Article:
The company reported losses of 37.5 billion kroner (€3.96 billion, $4.39 billion) last year compared to profit of 21.9 billion kroner in 2014.
The group -- 67 percent-owned by the Norwegian state -- said it would slash its investments this year by $3.5 billion to $13 billion. It also plans to expand a cost-savings programme by 50 percent to reach $2.5 billion annually.
For the fourth quarter, net losses rose to 9.2 billion kroner from 8.9 billion a year earlier.
"The result in the fourth quarter is highly impacted by the weak commodity price," Statoil CEO Eldar Saetre said in a statement.
"However, we continue to make strong progress on costs and efficiency. We are now further stepping up our improvement programme, and tightening our capital and exploration expenditures. These are key elements in navigating the business during a period of low oil prices".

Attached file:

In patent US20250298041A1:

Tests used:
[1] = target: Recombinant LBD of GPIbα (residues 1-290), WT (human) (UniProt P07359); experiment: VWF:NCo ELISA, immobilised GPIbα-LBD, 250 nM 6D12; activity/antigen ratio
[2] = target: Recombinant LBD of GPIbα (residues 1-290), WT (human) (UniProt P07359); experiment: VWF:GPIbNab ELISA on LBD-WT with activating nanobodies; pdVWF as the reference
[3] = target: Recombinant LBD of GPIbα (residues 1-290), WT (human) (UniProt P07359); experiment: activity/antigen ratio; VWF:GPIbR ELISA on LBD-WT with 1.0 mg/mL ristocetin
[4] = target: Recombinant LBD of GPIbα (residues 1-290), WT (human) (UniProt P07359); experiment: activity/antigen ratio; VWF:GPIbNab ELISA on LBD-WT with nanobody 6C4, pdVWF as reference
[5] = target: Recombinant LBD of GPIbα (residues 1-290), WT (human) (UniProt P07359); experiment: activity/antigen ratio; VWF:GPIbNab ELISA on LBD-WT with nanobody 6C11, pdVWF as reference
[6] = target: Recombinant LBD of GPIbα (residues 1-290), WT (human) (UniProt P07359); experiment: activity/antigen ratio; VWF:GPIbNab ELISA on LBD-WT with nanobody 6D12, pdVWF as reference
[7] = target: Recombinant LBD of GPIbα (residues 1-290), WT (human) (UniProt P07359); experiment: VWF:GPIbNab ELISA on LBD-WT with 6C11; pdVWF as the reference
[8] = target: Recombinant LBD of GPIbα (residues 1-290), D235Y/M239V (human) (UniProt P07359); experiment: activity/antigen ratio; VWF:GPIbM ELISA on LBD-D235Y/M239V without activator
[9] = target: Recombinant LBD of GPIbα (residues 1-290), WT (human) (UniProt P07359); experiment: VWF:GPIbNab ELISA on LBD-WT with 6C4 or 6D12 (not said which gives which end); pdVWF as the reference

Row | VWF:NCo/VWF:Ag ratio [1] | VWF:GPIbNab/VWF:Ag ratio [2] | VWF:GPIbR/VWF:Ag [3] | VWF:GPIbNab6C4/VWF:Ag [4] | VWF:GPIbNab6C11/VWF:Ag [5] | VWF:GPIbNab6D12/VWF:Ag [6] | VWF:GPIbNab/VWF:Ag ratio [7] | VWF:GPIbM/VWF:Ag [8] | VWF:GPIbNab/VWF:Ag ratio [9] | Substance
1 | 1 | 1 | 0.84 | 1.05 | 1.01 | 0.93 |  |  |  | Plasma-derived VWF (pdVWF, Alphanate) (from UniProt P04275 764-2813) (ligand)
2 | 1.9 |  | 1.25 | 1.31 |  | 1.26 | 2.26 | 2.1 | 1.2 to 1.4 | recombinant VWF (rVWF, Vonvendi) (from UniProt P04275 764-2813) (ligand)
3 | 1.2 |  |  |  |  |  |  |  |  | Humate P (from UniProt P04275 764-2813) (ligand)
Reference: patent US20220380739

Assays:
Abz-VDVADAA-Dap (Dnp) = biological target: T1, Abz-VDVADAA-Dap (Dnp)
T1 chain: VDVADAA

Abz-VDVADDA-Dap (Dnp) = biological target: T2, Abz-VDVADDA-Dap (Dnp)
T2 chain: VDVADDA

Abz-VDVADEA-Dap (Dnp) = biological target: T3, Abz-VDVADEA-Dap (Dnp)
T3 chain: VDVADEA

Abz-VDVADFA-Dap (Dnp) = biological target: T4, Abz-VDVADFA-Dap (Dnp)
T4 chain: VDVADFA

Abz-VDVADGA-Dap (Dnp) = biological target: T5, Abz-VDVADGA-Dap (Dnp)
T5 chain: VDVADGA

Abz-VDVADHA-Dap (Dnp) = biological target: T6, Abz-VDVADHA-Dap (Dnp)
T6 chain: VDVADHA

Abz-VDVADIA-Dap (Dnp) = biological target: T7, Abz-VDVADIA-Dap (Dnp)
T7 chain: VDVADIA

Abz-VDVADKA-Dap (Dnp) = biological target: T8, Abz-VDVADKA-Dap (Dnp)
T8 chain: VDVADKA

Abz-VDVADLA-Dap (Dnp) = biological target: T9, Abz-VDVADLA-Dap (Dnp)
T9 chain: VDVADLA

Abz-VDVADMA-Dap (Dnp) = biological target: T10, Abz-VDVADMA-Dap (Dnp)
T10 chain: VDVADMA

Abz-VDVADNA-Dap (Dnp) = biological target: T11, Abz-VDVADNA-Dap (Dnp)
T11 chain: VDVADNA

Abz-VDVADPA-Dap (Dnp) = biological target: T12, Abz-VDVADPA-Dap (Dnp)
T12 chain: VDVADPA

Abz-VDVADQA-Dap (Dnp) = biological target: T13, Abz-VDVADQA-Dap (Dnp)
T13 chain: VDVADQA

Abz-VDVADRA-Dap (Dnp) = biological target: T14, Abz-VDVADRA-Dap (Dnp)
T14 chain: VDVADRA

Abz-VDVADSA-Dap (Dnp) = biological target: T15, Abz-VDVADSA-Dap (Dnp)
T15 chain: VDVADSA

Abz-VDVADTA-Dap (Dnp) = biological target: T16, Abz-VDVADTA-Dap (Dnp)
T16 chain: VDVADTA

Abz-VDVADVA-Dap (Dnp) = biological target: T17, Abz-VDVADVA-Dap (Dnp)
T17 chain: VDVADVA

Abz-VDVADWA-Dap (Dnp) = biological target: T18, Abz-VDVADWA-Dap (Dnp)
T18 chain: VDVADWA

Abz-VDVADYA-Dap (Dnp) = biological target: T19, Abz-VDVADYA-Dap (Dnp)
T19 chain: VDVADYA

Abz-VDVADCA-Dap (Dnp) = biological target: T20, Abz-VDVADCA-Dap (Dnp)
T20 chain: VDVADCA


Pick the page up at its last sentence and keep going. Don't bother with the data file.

Oil companies have been downsizing staff and mothballing drilling rigs in response to a drop in oil prices from more than $100 a barrel in July 2014 to about $30 a barrel currently.
Statoil has placed a lot of hope in the massive Johan Sverdrup oil field in the North Sea, which is expected to begin operations in late 2019 and whose development costs have been reduced by seven percent.
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But the group has postponed until the second half of 2018 the start of operations on the Aasta Hansteen field in Norway and the Mariner field in Britain.
They had been expected to open in 2017.
The delays are bad news for the Norwegian economy, which relies heavily on the oil sector.